Conference theme: MULTIMODALITIES
This non-restrictive theme is intended to encourage the exploration of pre-linguistic and extra-linguistic modes
of semiotic systems and meaning construal, as well as their intersection with linguistic processes.
Topics of the conference include (but are not limited to):
• Biological and cultural evolution of human cognitive
specificity • Cognitive linguistics and phenomenology • Communication across cultural barriers • Cross-species
comparative semiotics • Evolutionary perspectives on altruism • Experimental semiotics • Iconicity in language and
other semiotic resources • Intersubjectivity and mimesis in evolution and development • Multimodality • Narrativity
across different media • Semantic typology and linguistic relativity • Semiosis (sense-making) in social situations •
Semiotic and cognitive development in children • Sign use and cognition • Signs, affordances, and other meanings
• Speech and gesture • The comparative semiotics of iconicity and indexicality • The evolution of language
We invite abstract submissions for theme sessions, oral presentations and posters.
Confirmed Plenary Speakers
- Eve Danziger, University of Virginia, US
- John M. Kennedy, University of Toronto, Canada
- Kalevi Kull, Tartu University, Estonia
- Irene Mittelberg, RWTH Aachen University, Germany
- Maxine Sheets-Johnstone, University of Oregon, US
- Göran Sonesson, Lund University, Sweden
Submission Guidelines and Formats:
1. Theme sessions (deadline: 15 Nov 2017)
– Submit session title, name and affiliation of convener; input brief session abstract (150 words); upload session
introduction of up to 400 words explaining the theme, plus all full-length abstracts in suitable order.
– Sessions may consist of 3–5 papers (90–150 min.) and should alow time for general discussion. Papers in
each theme session should be thematically linked.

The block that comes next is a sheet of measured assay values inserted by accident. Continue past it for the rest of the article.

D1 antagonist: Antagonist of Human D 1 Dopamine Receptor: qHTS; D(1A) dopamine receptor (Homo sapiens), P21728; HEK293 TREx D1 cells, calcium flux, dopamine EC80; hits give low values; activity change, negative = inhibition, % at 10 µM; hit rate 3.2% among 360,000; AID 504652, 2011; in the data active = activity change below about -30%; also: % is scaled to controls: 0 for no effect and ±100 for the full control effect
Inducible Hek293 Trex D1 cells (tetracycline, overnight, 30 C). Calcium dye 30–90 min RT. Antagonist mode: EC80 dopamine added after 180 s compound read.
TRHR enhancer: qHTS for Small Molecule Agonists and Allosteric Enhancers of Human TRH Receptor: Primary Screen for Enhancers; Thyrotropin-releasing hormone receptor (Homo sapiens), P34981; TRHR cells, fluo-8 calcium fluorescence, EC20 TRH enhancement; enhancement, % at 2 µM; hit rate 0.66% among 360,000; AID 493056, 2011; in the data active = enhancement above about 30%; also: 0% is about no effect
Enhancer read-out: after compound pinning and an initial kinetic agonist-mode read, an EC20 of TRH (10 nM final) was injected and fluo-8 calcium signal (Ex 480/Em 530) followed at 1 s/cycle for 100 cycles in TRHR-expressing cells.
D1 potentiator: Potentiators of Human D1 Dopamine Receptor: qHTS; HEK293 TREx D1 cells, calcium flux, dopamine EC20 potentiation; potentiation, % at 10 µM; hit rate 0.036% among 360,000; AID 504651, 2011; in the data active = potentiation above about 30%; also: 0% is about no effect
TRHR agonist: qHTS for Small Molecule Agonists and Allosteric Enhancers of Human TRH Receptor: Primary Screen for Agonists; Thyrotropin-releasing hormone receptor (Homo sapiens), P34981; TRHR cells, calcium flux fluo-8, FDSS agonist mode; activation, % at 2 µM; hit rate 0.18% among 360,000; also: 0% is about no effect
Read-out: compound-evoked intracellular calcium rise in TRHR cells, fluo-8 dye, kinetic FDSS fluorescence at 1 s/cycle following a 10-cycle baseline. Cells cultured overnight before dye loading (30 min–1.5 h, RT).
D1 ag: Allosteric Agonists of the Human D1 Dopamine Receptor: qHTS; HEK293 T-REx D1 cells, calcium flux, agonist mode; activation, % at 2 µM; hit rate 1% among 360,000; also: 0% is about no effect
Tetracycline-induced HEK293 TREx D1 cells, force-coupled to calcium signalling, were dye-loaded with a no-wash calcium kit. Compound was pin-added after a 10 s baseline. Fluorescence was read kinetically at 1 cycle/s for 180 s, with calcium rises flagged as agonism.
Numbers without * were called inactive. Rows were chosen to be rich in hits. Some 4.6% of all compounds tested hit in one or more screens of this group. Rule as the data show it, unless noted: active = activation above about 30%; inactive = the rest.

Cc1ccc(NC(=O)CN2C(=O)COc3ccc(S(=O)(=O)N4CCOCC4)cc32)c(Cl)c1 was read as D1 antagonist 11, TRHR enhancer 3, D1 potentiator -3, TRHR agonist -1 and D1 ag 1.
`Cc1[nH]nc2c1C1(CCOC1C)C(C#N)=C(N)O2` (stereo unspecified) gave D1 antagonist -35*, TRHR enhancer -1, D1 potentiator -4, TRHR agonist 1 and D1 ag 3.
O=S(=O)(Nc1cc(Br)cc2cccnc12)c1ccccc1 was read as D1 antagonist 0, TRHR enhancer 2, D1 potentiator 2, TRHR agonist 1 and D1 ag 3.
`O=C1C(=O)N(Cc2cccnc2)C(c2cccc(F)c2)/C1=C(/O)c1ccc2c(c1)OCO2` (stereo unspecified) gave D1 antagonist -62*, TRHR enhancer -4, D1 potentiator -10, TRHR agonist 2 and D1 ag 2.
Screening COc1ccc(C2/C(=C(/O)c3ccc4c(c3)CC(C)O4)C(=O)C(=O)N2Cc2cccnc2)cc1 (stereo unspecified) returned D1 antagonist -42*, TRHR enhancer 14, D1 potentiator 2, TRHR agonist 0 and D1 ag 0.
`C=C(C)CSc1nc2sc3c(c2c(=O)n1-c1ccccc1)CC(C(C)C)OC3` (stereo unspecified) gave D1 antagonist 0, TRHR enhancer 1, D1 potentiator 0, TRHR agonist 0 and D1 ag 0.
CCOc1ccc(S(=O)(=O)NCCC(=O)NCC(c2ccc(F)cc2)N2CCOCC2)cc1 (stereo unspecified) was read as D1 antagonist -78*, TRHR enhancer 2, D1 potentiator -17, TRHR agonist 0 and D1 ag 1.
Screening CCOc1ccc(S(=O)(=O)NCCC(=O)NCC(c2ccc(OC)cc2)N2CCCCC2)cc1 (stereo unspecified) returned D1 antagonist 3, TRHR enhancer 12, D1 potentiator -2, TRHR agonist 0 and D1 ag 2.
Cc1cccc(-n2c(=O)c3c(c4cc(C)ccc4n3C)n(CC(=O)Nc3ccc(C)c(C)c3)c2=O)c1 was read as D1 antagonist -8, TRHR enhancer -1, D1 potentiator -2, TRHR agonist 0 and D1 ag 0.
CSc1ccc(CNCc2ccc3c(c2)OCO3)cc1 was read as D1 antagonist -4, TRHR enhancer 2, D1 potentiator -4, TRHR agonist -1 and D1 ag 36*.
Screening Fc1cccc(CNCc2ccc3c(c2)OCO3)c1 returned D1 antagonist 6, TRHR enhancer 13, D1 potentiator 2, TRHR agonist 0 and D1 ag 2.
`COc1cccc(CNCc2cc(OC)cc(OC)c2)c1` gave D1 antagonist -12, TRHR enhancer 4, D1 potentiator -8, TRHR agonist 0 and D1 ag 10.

– Submission should also indicate whether a session not accepted as a whole should have each abstract
reconsidered as individual presentations (oral or poster).
2. Oral presentations (deadline: 5 Dec 2017)
– Submit title, name, affiliation, keyterms; input brief abstract (150 words); upload full abstract (300–400) words.
– Prepare a 20-minute presentation followed by 7 minutes of discussion
3. Posters (deadline: 5 Dec 2017)
– Submit title, name, affiliation, keyterms; input brief abstract (150 words); upload full abstract (250–300) words.
– Prepare a 1-minute oral presentation in the main lecture hall, preceding the poster session.
All full abstracts should be uploaded as .doc, .docx, .rtf, .pdf, or .odt, attachments using EasyChair:
In order to submit an abstract you must use your existing EasyChair account or register using the link above.
Further instructions can be found on the EasyChair site and on the IACS 2018 conference website:
Post-Conference Publishing Opportunities
Two publication outlets are reserved in advance for revised IACS3 papers following the conference.
• Edited Book Collections: Anthropology of Language series, Oxford: Berghahn, http://bit.ly/2uHaKvw
• Special Themed Double Issue: The American Journal of Semiotics 35.1–2, http://bit.ly/2x2V6aC
Please contact Jamin Pelkey email@example.com for more information about either of these two opportunities.
• Deadline for submission of theme sessions: 15 Nov 2017
• Deadline for abstract submission (oral presentations, posters): 05 Dec 2017
• Notification of acceptance (oral presentations, posters): 15 Feb 2018
• Last date for early registration: 05 May 2018
About OCAD University (OCAD U) and Ryerson University: OCAD University is a historic art and design
university with a student body of 6,000, next-door to the colossal Art Gallery of Ontario and a few blocks east of
Chinatown; Ryerson is an vibrant, city-centric university with a student body of 39,000 skirting Dundas Square
(Toronto's response to Times Square) and environs.
The city of Toronto: Known internationally as the world's most diverse city, Toronto is the capital of Ontario and
the largest city in Canada. Situated along Lake Ontario's northwestern shore, it is a dynamic metropolis with a core
of soaring skyscrapers, all dwarfed by the iconic, free-standing CN Tower. Toronto also has many green spaces,
from the orderly oval of Queen's Park, to the 400-acre High Park and its trails, to its sports facilities and zoo.
The International Association for Cognitive Semiotics (IACS, founded 2013) aims at establishing cognitive
semiotics as a trans-disciplinary study of meaning. More information on the International Association for
Cognitive Semiotics can be found at http://iacs.dk